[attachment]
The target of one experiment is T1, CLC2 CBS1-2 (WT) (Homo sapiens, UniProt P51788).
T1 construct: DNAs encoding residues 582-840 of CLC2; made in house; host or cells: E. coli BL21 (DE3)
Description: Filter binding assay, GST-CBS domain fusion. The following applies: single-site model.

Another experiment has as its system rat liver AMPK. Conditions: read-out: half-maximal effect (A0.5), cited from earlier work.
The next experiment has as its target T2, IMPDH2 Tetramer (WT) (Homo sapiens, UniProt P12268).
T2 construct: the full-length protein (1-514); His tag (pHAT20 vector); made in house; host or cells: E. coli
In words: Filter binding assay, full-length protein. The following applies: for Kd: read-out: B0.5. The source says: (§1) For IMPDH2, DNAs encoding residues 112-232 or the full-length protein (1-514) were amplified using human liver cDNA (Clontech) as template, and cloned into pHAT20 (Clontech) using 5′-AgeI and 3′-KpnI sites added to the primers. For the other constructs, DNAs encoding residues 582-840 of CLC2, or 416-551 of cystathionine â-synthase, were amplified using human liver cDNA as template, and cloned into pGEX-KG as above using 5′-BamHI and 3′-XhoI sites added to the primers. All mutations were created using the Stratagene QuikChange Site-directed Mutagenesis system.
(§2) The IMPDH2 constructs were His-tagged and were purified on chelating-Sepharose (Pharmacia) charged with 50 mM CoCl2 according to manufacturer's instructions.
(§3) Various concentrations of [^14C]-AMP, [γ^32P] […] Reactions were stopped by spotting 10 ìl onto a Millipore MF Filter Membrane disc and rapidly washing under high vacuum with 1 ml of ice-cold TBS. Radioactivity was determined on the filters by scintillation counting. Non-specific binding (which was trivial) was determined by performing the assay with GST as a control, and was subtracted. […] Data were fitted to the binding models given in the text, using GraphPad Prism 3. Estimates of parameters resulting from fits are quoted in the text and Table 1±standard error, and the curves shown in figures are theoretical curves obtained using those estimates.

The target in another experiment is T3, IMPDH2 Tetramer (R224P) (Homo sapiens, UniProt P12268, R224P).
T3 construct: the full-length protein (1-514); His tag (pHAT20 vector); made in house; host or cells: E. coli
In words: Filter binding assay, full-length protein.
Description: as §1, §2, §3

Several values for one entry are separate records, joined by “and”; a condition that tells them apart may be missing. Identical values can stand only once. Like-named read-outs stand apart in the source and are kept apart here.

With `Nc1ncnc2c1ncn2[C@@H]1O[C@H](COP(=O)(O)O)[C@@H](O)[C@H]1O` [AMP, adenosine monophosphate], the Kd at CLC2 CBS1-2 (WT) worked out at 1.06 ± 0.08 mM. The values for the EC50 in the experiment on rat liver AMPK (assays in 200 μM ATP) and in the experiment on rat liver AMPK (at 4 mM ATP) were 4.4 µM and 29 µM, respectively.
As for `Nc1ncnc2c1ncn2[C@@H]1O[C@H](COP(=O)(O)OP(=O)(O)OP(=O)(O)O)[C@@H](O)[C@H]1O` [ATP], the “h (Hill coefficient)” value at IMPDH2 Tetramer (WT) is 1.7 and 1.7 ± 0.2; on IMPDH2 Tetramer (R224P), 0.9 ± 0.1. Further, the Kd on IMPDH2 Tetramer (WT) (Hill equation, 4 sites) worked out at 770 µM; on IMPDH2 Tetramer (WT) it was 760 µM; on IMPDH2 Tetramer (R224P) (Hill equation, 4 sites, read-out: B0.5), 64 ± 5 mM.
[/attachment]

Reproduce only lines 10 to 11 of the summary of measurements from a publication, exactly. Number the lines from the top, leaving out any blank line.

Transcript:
The target in another experiment is T3, IMPDH2 Tetramer (R224P) (Homo sapiens, UniProt P12268, R224P).
T3 construct: the full-length protein (1-514); His tag (pHAT20 vector); made in house; host or cells: E. coli